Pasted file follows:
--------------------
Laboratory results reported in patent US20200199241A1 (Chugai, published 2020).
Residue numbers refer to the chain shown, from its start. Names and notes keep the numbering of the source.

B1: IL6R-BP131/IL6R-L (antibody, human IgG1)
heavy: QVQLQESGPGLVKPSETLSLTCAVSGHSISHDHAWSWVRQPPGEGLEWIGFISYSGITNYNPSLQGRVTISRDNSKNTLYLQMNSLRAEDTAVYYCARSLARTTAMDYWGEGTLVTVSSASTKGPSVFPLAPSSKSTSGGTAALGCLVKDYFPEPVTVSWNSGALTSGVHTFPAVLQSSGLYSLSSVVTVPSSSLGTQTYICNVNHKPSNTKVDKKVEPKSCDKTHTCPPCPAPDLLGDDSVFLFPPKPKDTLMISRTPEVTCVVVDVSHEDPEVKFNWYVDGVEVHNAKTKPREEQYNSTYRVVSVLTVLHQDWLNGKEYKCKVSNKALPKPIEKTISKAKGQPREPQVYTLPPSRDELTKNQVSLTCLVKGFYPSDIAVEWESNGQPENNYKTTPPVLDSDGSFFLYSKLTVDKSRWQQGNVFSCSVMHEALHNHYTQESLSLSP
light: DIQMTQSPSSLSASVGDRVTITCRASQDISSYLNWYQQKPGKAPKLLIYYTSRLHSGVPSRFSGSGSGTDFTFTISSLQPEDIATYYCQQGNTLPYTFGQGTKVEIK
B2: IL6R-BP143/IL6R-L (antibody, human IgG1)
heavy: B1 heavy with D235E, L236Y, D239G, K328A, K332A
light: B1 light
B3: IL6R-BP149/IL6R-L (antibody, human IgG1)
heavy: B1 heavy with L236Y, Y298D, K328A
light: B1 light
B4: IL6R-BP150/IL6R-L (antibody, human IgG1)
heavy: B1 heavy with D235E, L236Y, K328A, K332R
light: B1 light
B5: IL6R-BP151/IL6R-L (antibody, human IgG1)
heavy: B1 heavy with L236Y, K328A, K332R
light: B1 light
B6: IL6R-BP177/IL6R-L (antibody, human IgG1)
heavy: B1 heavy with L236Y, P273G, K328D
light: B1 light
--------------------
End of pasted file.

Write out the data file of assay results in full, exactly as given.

Laboratory results reported in patent US20200199241A1 (Chugai, published 2020).
Residue numbers refer to the chain shown, from its start. Names and notes keep the numbering of the source.

B1: IL6R-BP131/IL6R-L (antibody, human IgG1)
heavy: QVQLQESGPGLVKPSETLSLTCAVSGHSISHDHAWSWVRQPPGEGLEWIGFISYSGITNYNPSLQGRVTISRDNSKNTLYLQMNSLRAEDTAVYYCARSLARTTAMDYWGEGTLVTVSSASTKGPSVFPLAPSSKSTSGGTAALGCLVKDYFPEPVTVSWNSGALTSGVHTFPAVLQSSGLYSLSSVVTVPSSSLGTQTYICNVNHKPSNTKVDKKVEPKSCDKTHTCPPCPAPDLLGDDSVFLFPPKPKDTLMISRTPEVTCVVVDVSHEDPEVKFNWYVDGVEVHNAKTKPREEQYNSTYRVVSVLTVLHQDWLNGKEYKCKVSNKALPKPIEKTISKAKGQPREPQVYTLPPSRDELTKNQVSLTCLVKGFYPSDIAVEWESNGQPENNYKTTPPVLDSDGSFFLYSKLTVDKSRWQQGNVFSCSVMHEALHNHYTQESLSLSP
light: DIQMTQSPSSLSASVGDRVTITCRASQDISSYLNWYQQKPGKAPKLLIYYTSRLHSGVPSRFSGSGSGTDFTFTISSLQPEDIATYYCQQGNTLPYTFGQGTKVEIK
B2: IL6R-BP143/IL6R-L (antibody, human IgG1)
heavy: B1 heavy with D235E, L236Y, D239G, K328A, K332A
light: B1 light
B3: IL6R-BP149/IL6R-L (antibody, human IgG1)
heavy: B1 heavy with L236Y, Y298D, K328A
light: B1 light
B4: IL6R-BP150/IL6R-L (antibody, human IgG1)
heavy: B1 heavy with D235E, L236Y, K328A, K332R
light: B1 light
B5: IL6R-BP151/IL6R-L (antibody, human IgG1)
heavy: B1 heavy with L236Y, K328A, K332R
light: B1 light
B6: IL6R-BP177/IL6R-L (antibody, human IgG1)
heavy: B1 heavy with L236Y, P273G, K328D
light: B1 light